The Story goes that when John Lasseter (one of the great pioneers of computer animation and Chief Creative Officer of Walt Disney Animation Studios at the time) was presented with the idea of Zootopia, he responded by hugging the man behind its conception. That man, writer/director Byron Howard imagined a city of anthropomorphic animals that looked as if it were designed by animals. The city has different areas and neighborhoods that reflect the different climates animals are able to inhabit. And in this city, he populates his creation with animals that reflect human characteristics. This is, of course, a perfect setup for an adorable animal adventure movie, had Howard and his team at Disney decided to settle, and indeed there is plenty of cuteness present within the film, but this film does something unique with the classic animation trope of anthropomorphic animals in that the animals reflect some of the darker sides of human nature; not just the cute or the charming. There is a timely and provocative theme of prejudice coursing through the narrative of an adorable country bunny (voiced by Ginnifer Goodwin) moving to the big city to fulfill her dreams of being a top cop. She meets the slick and jaded street hustling fox, Nick (voiced by Jason Bateman), and sees firsthand how prejudice can shape a person’s life as much as anything. She’s even forced to confront her own prejudices that she didn’t even know were there. But this is a Disney movie and a great one at that, so the bunny and the fox find on their way to stopping a city-wide conspiracy that you can overcome other people’s prejudices by never buying in and believing in yourself.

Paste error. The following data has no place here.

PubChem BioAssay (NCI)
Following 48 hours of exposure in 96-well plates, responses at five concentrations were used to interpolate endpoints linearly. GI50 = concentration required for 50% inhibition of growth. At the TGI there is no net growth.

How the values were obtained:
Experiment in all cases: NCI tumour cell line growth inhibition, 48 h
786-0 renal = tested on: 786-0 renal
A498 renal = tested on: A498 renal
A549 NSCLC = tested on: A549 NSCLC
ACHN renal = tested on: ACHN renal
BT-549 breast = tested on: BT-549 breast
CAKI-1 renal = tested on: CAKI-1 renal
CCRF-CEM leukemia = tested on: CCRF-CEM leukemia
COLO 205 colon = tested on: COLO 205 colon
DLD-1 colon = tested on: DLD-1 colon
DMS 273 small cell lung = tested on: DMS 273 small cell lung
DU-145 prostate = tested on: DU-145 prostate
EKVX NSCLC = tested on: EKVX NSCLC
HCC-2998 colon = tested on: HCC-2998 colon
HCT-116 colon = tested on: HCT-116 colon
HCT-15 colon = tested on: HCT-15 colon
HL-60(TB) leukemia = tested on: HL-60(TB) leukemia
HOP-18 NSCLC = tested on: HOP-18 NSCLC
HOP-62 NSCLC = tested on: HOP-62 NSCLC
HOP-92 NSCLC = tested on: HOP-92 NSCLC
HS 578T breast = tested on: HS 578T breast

-Walter Tyrone Howard-

(606)